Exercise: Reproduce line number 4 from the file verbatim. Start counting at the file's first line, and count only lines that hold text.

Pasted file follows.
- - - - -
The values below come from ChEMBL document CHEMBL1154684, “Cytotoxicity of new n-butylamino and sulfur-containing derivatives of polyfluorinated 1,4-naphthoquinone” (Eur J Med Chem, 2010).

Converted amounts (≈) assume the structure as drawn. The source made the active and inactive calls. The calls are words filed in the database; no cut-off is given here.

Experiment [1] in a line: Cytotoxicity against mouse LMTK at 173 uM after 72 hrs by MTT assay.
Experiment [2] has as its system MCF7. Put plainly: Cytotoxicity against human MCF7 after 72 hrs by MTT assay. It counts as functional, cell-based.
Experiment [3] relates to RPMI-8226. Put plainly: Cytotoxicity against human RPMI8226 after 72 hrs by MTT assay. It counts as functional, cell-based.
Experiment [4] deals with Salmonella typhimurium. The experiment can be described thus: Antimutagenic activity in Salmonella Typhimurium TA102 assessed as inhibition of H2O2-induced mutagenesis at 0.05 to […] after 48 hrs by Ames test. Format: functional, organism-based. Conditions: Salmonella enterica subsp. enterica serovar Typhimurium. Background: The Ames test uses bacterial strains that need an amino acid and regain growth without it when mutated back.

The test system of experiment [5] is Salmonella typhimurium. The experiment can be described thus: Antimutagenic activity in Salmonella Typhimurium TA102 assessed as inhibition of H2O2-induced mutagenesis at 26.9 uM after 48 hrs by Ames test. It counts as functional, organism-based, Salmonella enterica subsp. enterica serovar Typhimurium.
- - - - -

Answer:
Experiment [2] has as its system MCF7. Put plainly: Cytotoxicity against human MCF7 after 72 hrs by MTT assay. It counts as functional, cell-based.